Why the hurricane season matters for the Federal Reserve

view original post

Unlock the Editor’s Digest for free

The writer is a former chief investment strategist at Bridgewater Associates

While the US Federal Reserve may not want to complicate its policy mandate by incorporating climate considerations, it increasingly needs an understanding of meteorology to see where the economy is headed.

Hurricane season started on June 1, providing a timely illustration of the weather-driven challenges faced by the Fed, which holds a monetary policy meeting next week. The US National Oceanic and Atmospheric Administration is predicting an above-normal rate of 8-13 hurricane-strength storms before the end of November.

Historically, most investors and Fed officials would shrug off this sort of weather event. After all, hurricanes have typically represented one-off shocks that might impede US energy supply in the Gulf of Mexico and regional spending, but only for very short periods. These storms could create tactical trading opportunities for short-term investors, but they weren’t large or sufficiently durable catalysts that they would influence broader economic trends — or require a monetary policy response.

That calculus might be changing, however, as storms grow in frequency and cost and have broader macro implications. As someone who grew up in Florida and still has ties to the state, I’ve seen this meteorological evolution first-hand. The data backs up my observations.

A recent report from Noaa, for example, found that hurricanes, alongside other US weather events with costs of $1bn or more, averaged 3.3 events per year on average during the 1980s. In subsequent decades, that number rose steadily; over the past three years, an average of 22 events per year were recorded. The cost of these events has risen sharply, from an average $21.7bn a year in the 1980s to $146bn a year over the past three years, adjusting for inflation.

Such weather damage is increasingly extending beyond shortlived interruptions to energy supply or postponed consumption, changing both how investors trade weather events but also how policymakers consider them as they think about risks to their economic forecasts. Indeed, one of the biggest financial effects for consumers is something not fully captured in Fed data: homeowner’s insurance.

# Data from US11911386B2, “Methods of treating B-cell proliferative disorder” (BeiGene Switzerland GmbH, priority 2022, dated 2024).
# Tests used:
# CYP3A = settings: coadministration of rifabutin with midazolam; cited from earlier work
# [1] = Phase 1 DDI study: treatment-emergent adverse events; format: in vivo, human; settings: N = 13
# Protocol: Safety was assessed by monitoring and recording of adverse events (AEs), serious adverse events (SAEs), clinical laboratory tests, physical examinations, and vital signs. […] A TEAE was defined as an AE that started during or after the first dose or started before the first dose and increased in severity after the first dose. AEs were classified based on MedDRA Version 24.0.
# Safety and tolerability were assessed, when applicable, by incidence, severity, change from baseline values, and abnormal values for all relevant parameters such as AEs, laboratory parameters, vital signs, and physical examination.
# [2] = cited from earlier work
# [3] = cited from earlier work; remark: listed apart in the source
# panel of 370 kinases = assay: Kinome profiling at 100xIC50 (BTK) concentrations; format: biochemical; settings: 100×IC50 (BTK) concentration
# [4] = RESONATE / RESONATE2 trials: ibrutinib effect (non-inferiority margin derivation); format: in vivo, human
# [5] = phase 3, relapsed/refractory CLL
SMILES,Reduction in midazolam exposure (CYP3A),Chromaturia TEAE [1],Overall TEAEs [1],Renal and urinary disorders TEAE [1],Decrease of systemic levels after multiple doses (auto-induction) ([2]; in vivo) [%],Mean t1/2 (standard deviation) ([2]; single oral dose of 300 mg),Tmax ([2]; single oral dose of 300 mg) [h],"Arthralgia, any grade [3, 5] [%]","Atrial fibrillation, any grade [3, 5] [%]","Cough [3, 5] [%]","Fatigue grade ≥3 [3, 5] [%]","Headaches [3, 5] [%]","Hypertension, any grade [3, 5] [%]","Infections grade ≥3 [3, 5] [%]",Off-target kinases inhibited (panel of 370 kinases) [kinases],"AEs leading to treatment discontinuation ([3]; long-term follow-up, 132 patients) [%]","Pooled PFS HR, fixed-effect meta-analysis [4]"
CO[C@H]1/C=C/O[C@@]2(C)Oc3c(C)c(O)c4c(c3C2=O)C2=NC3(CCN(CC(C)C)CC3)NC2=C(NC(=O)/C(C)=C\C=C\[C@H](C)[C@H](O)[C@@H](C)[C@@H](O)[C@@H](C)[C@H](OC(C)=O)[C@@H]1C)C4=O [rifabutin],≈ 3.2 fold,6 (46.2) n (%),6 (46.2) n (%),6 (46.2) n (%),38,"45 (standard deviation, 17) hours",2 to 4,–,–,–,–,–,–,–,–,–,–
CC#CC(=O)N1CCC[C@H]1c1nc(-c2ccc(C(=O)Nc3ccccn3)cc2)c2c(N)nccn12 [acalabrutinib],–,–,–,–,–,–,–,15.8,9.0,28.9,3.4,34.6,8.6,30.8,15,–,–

US home insurance, especially in parts of the US more prone to weather events, is rising significantly. A March report by the Federal Home Loan Mortgage Corporation, or Freddie Mac, estimated that the annual homeowner’s insurance premium increased between 2018 to 2023 by more than 40 per cent. While a significant part of this reflects higher home and land valuations, Freddie Mac attributes some of the higher cost to greater risks of weather events such as hurricanes.

This particular source of inflation is under-represented in important reports that feed into Fed policy decisions. The consumer price index, or CPI, for instance, only incorporates insurance paid for rental units, not homes. Meanwhile, the Fed’s preferred inflation measure, the personal consumption expenditures index, does include homeowner insurance. However, an estimated sum paid by insurance groups on claims is subtracted from what homeowners pay.

While insurance is a small piece of the broader inflation picture, the change in the rate of price increases is still noteworthy, and brings with it at least three risks for policymakers to consider.

First, the methodology used to calculate CPI and PCE may underestimate the actual inflation being experienced by homeowning households. A second, related risk, is that consumers who need to use more of their income for items such as insurance will have less afterwards to spend on other goods and services. Reduced demand could in turn lead businesses to become more cautious. Such a negative feedback loop could ultimately influence the other half of the Fed’s mandate, the labour market.

Finally, the higher cost of homeowner (and other) insurance is feeding into what is increasingly discussed as a K-shaped economy, with lower-income and wealth groups less able to absorb higher living costs relative to their wages. Freddie Mac’s study, for instance, found that between 2018 and 2023, very low-income borrowers’ homeowner insurance premiums represented 3.1 per cent of their monthly income, double that of middle-income borrowers and about triple that of high-income groups.

For Fed officials, the widening gap between the top and bottom of the US economic “K” means that however they set monetary policy, it will not be optimal for one part of the population. Maybe we’ll avoid a perfect storm this season, but clear economic policy skies don’t seem likely anytime soon.